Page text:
Chris Osgood

Red Wings goalie Chris Osgood retires after 17 seasons; Is he a Hall of Famer?

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Red Wings goalie Chris Osgood is retiring from the NHL after a career that saw him win 401 games over 17 seasons and saw him win three Stanley Cups. Osgood’s career is a fascinating one and one that will bring about one of the most hotly contested Hall of Fame cases of the modern era.

Osgood spent the bulk of his career with the Red Wings where he saw his highest highs and his lowest lows. Perhaps his most memorable accomplishment came in 2008 where he bailed out a struggling Dominik Hasek in the Stanley Cup playoffs opening round against Nashville to put the Wings on his back and carry them to the Stanley Cup.  Osgood also helped lead the 1998 Red Wings to the Stanley Cup, but surrounding those championships were failures in Detroit that kept the Red Wings searching for another goalie.

From 1994 to 1996, the Red Wings suffered all kinds of tough playoff losses with Osgood at the helm as the starter. In 1994, Osgood’s rookie season, they were bounced out of the playoffs by the eighth seed San Jose Sharks in the first round. The following year, Detroit rolled through the playoffs and into the Stanley Cup finals where they were swept away by the uber-defensive New Jersey Devils. In 1996, it was an ignominious defeat in the Western Conference finals in six games to the Colorado Avalanche.

When the Wings went on to win the Cup in 1997 it would be Mike Vernon and not Osgood that led the way to that title. Vernon was so good in goal through the playoffs he won the Conn Smythe Trophy that year. After the 1998 Cup win, things got rough in the playoffs again for the Red Wings from 1999-2001 losing to the Avs two straight years and then in the first round to Los Angeles in 2001.

After that season, Osgood went to the Islanders where he went on to win 32 games and lead the Isles to the playoffs in 2002 and losing to the Maple Leafs in seven games in the first round. The following season saw the Isles deal him to St. Louis mid-season and led the Blues into the postseason losing to Vancouver in seven games in the opening round. The following year in 2003-2004, Osgood won 31 games in leading the Blues to the playoffs as well losing to the Sharks in the first round.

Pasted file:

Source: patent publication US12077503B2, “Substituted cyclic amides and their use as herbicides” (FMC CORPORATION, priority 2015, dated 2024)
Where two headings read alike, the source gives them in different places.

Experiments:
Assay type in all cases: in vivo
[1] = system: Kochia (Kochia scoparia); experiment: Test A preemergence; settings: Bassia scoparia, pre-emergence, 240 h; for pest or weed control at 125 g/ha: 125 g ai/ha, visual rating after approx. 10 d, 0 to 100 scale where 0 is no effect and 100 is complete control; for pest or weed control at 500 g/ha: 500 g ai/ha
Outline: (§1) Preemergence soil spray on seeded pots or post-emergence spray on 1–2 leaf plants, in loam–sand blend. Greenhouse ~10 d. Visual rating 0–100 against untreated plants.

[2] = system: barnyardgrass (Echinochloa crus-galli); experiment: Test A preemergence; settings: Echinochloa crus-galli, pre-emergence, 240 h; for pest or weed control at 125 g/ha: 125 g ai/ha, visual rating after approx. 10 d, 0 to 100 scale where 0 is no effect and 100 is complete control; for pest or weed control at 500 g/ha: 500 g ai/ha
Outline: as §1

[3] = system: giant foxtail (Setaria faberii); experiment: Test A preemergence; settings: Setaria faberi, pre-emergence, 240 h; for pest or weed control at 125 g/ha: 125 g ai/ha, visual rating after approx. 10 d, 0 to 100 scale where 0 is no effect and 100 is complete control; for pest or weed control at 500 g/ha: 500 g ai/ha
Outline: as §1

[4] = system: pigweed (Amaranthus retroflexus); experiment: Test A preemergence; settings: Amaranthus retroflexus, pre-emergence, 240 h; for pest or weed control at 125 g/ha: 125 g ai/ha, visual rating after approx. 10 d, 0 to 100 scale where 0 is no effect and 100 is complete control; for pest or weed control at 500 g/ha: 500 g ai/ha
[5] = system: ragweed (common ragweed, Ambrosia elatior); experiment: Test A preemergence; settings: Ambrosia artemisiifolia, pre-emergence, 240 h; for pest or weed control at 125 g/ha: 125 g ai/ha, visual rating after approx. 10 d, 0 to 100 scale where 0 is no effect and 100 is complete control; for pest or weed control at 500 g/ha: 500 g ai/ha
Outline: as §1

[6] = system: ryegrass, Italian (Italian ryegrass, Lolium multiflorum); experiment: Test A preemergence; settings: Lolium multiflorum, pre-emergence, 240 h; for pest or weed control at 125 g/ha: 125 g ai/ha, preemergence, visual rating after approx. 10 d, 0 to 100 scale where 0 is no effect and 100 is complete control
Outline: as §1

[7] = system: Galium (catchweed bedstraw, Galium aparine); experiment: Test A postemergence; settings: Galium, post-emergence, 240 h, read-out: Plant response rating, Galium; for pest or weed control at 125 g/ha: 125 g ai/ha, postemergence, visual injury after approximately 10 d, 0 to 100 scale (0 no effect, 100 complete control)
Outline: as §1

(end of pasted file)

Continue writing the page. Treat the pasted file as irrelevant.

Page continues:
After the lockout, Osgood found his way back to Detroit where he alternated between being the starter and the backup with the Wings. While being the backup to a future Hall of Famer in an aging Dominik Hasek is one thing, playing second fiddle to Manny Legace is another. Aging and giving way to Jimmy Howard was an eventuality, but Osgood’s career is one that didn’t see him dominate as a starting goalie but ultimately sees him look in the statistic rankings as a great goalie.

source: APHe’s tenth all-time in the NHL in wins with 401, fourth all-time in playoff shutouts with 15, and eighth all-time with 74 postseason wins. They’re gaudy rankings, but is he a Hall of Famer?

Red Wings and Osgood fans will point to his long career, 401 wins, three Stanley Cups (1997, 1998, 2008), as well as winning 30+ games in a season with three different teams as to why he should go in. Those opposed to him see him as a guy who compiled wins behind great Detroit teams over his career and had to play second fiddle to some great and not-so great goalies in order to win it all.

Osgood never won an individual trophy for his play and was twice part of a Jennings Trophy-winning tandem (In 1995-1996 with Vernon and 2007-2008 with Hasek). His career numbers are solid yet not spectacular finishing his career with a 2.49 career goals against average and a .905 save percentage over his 17 seasons. Osgood played in two All-Star Games (1996,2008) and was once named to the NHL All-Star second team in 1996.

Playing in the same era with the likes of Patrick Roy, Ed Belfour, Martin Brodeur, and Dominik Hasek makes it tough to earn individual awards but Osgood found ways to get noticed, either for good or bad reasons. Is he a Hall of Famer? Let us know in our poll and in the comments.

Capitals pushed by ‘that hurt’ from playoff letdown

PITTSBURGH, PA - MAY 10:  Nick Bonino #13 of the Pittsburgh Penguins celebrates his game winning overtime goal against the Washington Capitals in Game Six of the Eastern Conference Second Round during the 2016 NHL Stanley Cup Playoffs at Consol Energy Center on May 10, 2016 in Pittsburgh, Pennsylvania.  (Photo by Justin K. Aller/Getty Images)